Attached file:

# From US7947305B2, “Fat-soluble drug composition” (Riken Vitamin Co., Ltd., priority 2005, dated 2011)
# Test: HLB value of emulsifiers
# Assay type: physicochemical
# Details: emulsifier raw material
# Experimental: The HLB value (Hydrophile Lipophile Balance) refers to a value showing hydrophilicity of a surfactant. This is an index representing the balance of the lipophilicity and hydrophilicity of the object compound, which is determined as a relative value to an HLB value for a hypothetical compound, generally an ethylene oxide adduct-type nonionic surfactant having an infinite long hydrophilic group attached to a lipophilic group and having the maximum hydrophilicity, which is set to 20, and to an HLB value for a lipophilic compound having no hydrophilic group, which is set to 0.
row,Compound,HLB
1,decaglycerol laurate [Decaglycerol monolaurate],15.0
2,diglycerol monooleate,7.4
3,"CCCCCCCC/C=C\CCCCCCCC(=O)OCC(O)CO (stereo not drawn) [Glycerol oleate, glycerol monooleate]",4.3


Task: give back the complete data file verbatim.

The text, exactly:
# From US7947305B2, “Fat-soluble drug composition” (Riken Vitamin Co., Ltd., priority 2005, dated 2011)
# Test: HLB value of emulsifiers
# Assay type: physicochemical
# Details: emulsifier raw material
# Experimental: The HLB value (Hydrophile Lipophile Balance) refers to a value showing hydrophilicity of a surfactant. This is an index representing the balance of the lipophilicity and hydrophilicity of the object compound, which is determined as a relative value to an HLB value for a hypothetical compound, generally an ethylene oxide adduct-type nonionic surfactant having an infinite long hydrophilic group attached to a lipophilic group and having the maximum hydrophilicity, which is set to 20, and to an HLB value for a lipophilic compound having no hydrophilic group, which is set to 0.
row,Compound,HLB
1,decaglycerol laurate [Decaglycerol monolaurate],15.0
2,diglycerol monooleate,7.4
3,"CCCCCCCC/C=C\CCCCCCCC(=O)OCC(O)CO (stereo not drawn) [Glycerol oleate, glycerol monooleate]",4.3